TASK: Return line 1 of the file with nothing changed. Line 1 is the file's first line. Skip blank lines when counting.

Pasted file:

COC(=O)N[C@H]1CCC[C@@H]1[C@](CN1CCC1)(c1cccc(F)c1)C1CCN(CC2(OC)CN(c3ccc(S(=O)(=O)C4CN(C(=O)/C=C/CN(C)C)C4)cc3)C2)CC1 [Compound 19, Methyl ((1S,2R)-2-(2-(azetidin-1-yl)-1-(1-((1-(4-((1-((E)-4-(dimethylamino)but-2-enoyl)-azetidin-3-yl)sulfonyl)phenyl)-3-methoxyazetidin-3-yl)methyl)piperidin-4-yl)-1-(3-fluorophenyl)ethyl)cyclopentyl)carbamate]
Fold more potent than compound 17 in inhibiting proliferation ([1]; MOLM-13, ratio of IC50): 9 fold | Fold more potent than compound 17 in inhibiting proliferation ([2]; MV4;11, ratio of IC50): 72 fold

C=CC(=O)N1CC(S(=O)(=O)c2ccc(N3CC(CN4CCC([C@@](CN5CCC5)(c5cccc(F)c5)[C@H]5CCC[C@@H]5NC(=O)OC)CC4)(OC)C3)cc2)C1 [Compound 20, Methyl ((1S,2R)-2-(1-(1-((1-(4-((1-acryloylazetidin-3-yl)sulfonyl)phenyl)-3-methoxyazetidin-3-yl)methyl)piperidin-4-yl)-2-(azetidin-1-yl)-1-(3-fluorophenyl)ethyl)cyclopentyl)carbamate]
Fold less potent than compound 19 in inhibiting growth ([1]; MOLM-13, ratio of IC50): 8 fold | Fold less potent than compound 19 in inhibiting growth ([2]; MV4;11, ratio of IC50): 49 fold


COC(=O)N[C@H]1CCC[C@@H]1[C@](CN1CCC1)(c1cccc(F)c1)C1CCN(CC2(OC)CN(c3ccc(S(=O)(=O)C4CN(C(=O)/C=C/CN(C)C)C4)cc3)C2)CC1 [Compound 19, Methyl ((1S,2R)-2-(2-(azetidin-1-yl)-1-(1-((1-(4-((1-((E)-4-(dimethylamino)but-2-enoyl)-azetidin-3-yl)sulfonyl)phenyl)-3-methoxyazetidin-3-yl)methyl)piperidin-4-yl)-1-(3-fluorophenyl)ethyl)cyclopentyl)carbamate]